Delhi Land and Finance Limited (hereon DLF) recently faced court battle with Security Exchange Board of India (hereafter SEBI) over a dispute regarding the information that DLF released in its red herring prospectus. SEBI contested that DLF retained the disclosure regarding three of its subsidiaries that SEBI said DLF had constructive control over. SEBI also alleged that DLF didn’t disclose an FIR that had been lodged against it, thereby materially hampering the future rights and current interests of its prospected shareholders. SEBI considered this a gross violation of its disclosure and investor protection (DIP) guidelines[1] as well as in violation of guidelines of the issue of capital and disclosure requirements. In light of the same SEBI banned DLF and six of its top managerial executives from accessing the capital market for three years[2]. This order came into a challenge at the Securities Appellate Tribunal which subsequently analyzed the fact situation and shed more light on the case as discussed further.

This case gives important insights into the concept of the corporate veil, the requirements of disclosure when offering shares to raise capital from the capital market, and under what circumstances and by whom a suit can be filed to challenge such release of information. There is an emphasis on setting the right standards of disclosure as DLF is one of the leading building and construction firm. Thereby this case sets an important precedent for a very substantial industrial and corporate culture.

Facts of the Case

The key contention of this case lies in the lack of disclosure of the alleged ownership of three subsidiaries, in its red herring prospectus. The three wholly-owned subsidiaries, which further incorporated three more companies, Sudipti Estates Private limited, Felicite Builders and Constructions Private Limited and Shalika Estate Developers. A few days before DLF filed the second draft Red herring Prospectus with SEBI, the shares of these subseries were altered in a manner that as of 30th November 2006, Felicite became the holding company of both the other companies and the shares of Felicite builders and construction Pvt. Ltd were held by the spouses of some members of the top-level management at DLF. Thereby, DLF on paper lost all control over these subsidiaries and thereby had no apparent need to disclose them in a prospectus for its company whatsoever[3]. This transaction was declared to be a ‘sham’ by SEBI as it contended that DLF still had full control over the said subsidiaries, as DLF still had sufficiently proximity with them.  SEBI replied the second draft of the prospectus to DLF with some alterations with regards to its content, however, no comments were made concerning declaring the change in the ownership status of, or any information related to the subsidiaries in question. DLF complied with said alterations and comments before offering the proposal to the general public. On July 5th, 2007, the red herring prospectus was listed on the BSE and NSE by the Registrar of companies along with the final prospectus approved by SEBI open for public subscription.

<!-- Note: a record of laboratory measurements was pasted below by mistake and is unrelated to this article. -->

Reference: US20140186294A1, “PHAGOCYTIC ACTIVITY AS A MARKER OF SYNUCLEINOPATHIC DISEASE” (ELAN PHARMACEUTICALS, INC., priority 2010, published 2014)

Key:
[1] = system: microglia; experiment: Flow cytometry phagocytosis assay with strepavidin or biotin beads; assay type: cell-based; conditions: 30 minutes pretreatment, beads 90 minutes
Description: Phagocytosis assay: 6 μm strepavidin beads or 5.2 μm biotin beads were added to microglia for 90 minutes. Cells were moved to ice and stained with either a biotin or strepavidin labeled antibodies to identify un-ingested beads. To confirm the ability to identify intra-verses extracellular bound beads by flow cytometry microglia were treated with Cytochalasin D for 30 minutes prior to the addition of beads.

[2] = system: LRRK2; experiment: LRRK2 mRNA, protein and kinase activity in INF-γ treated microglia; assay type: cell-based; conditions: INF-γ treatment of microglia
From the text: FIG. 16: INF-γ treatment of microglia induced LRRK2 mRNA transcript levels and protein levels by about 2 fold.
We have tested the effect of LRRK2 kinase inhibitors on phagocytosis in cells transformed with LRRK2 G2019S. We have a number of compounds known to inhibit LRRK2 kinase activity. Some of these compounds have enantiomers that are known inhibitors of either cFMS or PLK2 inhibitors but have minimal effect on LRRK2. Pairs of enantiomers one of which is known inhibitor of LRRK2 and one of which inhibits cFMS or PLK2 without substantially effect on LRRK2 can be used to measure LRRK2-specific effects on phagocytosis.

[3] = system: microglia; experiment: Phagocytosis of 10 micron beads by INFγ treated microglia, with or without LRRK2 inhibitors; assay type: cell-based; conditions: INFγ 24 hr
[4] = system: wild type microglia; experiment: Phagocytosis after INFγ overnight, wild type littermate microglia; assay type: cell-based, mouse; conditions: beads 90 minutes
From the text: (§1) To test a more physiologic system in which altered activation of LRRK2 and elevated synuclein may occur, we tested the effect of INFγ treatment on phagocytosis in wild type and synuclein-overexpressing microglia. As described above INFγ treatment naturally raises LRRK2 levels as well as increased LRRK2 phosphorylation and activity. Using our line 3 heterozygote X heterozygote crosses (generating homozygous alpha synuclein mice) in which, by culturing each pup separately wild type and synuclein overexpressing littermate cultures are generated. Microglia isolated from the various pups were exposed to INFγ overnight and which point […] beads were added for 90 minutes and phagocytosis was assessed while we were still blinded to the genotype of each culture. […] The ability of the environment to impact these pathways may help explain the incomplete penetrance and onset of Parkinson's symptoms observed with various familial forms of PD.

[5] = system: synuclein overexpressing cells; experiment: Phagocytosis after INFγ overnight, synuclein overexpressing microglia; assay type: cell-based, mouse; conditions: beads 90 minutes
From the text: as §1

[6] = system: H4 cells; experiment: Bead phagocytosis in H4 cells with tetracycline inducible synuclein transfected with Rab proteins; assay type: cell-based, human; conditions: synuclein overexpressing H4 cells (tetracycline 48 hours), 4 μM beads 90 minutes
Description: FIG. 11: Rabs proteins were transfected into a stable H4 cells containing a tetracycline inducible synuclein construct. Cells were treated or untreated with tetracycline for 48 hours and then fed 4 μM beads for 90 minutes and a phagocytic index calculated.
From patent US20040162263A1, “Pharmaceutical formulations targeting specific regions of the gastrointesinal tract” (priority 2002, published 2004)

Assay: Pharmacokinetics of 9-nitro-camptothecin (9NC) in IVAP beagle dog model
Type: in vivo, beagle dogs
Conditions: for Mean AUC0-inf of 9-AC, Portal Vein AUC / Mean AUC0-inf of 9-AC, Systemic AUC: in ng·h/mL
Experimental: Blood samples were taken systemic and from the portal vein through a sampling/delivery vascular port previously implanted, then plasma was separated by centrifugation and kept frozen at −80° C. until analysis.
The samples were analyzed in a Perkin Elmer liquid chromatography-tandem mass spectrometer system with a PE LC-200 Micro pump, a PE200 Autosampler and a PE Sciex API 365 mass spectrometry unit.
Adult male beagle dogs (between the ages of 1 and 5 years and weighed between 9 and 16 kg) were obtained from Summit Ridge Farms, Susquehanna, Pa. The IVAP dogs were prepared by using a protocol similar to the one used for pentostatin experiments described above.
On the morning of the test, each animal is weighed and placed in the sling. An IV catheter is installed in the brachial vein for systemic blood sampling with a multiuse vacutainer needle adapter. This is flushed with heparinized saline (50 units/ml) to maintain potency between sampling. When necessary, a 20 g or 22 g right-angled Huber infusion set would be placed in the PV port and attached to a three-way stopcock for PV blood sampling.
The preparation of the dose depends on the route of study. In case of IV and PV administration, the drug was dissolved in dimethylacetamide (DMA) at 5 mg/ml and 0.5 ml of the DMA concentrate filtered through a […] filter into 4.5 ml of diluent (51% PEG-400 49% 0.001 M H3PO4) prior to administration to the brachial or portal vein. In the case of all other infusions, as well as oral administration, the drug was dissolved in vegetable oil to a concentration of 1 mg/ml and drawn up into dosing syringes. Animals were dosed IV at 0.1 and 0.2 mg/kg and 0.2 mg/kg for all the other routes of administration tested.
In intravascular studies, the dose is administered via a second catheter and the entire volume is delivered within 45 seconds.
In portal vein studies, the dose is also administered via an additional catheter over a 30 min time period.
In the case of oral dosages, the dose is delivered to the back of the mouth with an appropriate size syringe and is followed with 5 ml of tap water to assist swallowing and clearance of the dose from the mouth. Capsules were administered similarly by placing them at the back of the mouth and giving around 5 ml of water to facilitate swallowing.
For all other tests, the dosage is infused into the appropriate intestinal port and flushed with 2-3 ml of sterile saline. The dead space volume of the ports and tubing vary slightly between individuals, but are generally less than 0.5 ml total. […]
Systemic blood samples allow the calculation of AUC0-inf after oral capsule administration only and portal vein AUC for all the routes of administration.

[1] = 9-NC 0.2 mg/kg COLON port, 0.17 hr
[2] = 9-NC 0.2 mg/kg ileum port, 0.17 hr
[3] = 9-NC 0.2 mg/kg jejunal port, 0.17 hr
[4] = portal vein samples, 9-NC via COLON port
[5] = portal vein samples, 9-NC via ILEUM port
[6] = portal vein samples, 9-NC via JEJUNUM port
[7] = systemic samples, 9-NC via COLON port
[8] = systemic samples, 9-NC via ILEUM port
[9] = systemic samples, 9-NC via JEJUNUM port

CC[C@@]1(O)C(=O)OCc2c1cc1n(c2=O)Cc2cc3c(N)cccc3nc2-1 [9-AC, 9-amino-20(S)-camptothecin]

The case came into notice by SEBI, when Mr Kimsuk Sinha filed a case with it against one of these subsidiaries, claiming that the company had defrauded him of Rs.35,00,00,000. The fraud was concerning an oral contract for commencement of a development project that Sudipti didn’t come through on. On this complaint SEBI ordered a ‘show cause notice’ to DLF, leading to the following discoveries and orders thereof.

DLF being the judgement debtor reached out to the Securities Appellate Tribunal to get an injunction and possibly reverse the order that barred DLF and its top-level management for accessing the capital market for three years.

The key question that the tribunal considered was if Mr Sinha formed a necessary and proper party to the appeal filed by DLF[4], and in the process also deliberated on the following questions,

  • If the transactions were done with the intention to defraud, and if DLF had any actual association that gave it reasonable control over the subsidiaries.
  • Was the information on the red herring prospectus complete for the investors to make an informed decision on the IPO or should DLF have included these subsidiaries and the FIR in its prospectus. Do these FIR and subsidiaries materially affect the IPO?
  • Whether the directors held the knowledge of said transactions, and voluntarily suppressed such information before the IPO, thereby intending to defraud the investors.